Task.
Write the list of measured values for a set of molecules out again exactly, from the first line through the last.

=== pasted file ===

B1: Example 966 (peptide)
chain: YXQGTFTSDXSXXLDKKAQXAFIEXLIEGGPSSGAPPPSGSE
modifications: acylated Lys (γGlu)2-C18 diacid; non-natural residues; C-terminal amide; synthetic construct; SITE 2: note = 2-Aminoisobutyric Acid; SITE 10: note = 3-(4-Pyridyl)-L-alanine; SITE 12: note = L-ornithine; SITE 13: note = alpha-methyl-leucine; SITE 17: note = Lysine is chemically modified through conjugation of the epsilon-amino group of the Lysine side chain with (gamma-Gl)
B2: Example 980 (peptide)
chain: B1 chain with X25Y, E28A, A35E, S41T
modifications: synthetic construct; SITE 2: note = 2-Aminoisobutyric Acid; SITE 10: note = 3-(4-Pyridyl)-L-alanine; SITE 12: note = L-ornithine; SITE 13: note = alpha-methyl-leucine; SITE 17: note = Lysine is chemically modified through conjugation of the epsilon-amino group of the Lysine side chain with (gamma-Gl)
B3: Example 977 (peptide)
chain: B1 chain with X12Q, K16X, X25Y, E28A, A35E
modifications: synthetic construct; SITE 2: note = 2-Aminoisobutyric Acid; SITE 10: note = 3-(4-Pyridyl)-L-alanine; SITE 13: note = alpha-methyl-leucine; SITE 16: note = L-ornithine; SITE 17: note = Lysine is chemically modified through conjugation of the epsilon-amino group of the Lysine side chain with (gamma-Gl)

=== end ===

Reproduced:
B1: Example 966 (peptide)
chain: YXQGTFTSDXSXXLDKKAQXAFIEXLIEGGPSSGAPPPSGSE
modifications: acylated Lys (γGlu)2-C18 diacid; non-natural residues; C-terminal amide; synthetic construct; SITE 2: note = 2-Aminoisobutyric Acid; SITE 10: note = 3-(4-Pyridyl)-L-alanine; SITE 12: note = L-ornithine; SITE 13: note = alpha-methyl-leucine; SITE 17: note = Lysine is chemically modified through conjugation of the epsilon-amino group of the Lysine side chain with (gamma-Gl)
B2: Example 980 (peptide)
chain: B1 chain with X25Y, E28A, A35E, S41T
modifications: synthetic construct; SITE 2: note = 2-Aminoisobutyric Acid; SITE 10: note = 3-(4-Pyridyl)-L-alanine; SITE 12: note = L-ornithine; SITE 13: note = alpha-methyl-leucine; SITE 17: note = Lysine is chemically modified through conjugation of the epsilon-amino group of the Lysine side chain with (gamma-Gl)
B3: Example 977 (peptide)
chain: B1 chain with X12Q, K16X, X25Y, E28A, A35E
modifications: synthetic construct; SITE 2: note = 2-Aminoisobutyric Acid; SITE 10: note = 3-(4-Pyridyl)-L-alanine; SITE 13: note = alpha-methyl-leucine; SITE 16: note = L-ornithine; SITE 17: note = Lysine is chemically modified through conjugation of the epsilon-amino group of the Lysine side chain with (gamma-Gl)